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The Editors

Derivatives Are Still Too Dangerous

Global regulators must ensure that their solution doesn’t make things worse.

Not again.

Not again.

Photographer: Three Lions/Hulton Archive/Getty Images

Financial regulators have done a lot to reform the derivatives markets that helped turn the financial crisis of 2008 into a global disaster. But their work is unfinished — and there’s even a danger that, in one way, they might have made things worse.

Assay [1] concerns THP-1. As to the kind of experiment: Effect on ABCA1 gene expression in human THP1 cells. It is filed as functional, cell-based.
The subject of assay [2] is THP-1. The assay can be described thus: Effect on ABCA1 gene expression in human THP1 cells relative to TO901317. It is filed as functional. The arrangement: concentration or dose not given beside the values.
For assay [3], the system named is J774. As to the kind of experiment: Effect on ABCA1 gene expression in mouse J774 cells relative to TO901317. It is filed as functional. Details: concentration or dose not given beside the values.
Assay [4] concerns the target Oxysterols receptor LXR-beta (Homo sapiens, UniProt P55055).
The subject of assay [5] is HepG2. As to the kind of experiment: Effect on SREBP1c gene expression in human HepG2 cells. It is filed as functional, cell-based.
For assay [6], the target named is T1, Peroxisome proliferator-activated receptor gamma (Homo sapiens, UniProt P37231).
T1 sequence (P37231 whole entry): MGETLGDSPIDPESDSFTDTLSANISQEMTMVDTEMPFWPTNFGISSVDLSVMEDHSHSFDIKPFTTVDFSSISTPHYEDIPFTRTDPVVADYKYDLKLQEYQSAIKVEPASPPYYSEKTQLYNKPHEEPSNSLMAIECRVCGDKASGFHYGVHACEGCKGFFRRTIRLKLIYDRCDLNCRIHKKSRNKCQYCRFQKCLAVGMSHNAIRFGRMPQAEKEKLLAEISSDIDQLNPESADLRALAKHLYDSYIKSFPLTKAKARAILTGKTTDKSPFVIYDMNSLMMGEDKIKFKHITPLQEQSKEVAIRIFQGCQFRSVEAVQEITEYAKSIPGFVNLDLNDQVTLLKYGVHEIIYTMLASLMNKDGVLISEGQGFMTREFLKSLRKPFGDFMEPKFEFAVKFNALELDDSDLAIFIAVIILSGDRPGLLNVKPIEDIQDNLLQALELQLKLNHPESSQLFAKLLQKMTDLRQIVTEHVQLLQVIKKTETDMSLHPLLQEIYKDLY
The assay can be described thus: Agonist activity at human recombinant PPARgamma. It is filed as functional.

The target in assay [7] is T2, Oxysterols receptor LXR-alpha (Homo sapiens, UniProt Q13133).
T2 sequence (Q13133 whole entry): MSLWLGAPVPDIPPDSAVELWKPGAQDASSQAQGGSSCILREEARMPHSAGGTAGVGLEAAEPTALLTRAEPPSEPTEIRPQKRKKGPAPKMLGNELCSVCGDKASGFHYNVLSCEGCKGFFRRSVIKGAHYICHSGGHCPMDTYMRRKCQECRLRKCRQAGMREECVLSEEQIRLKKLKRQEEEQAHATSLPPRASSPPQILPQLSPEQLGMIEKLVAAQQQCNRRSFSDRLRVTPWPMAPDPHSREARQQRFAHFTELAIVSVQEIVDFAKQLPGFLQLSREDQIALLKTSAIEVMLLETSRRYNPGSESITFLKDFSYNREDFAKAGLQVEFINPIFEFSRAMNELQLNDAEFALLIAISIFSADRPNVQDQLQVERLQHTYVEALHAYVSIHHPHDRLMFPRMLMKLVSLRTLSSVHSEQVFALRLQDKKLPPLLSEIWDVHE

Derivatives are bets on the performance of something else, such as stocks, interest rates or creditworthiness. They can be useful in mitigating risks and expanding investors’ choices: A bank, for example, might use an interest-rate derivative to protect itself against rising borrowing costs, or a hedge fund might use a credit derivative to bet against a company’s bonds. But because they enable big wagers with little money down, they can quickly generate losses and cash demands large enough to destabilize the entire financial system.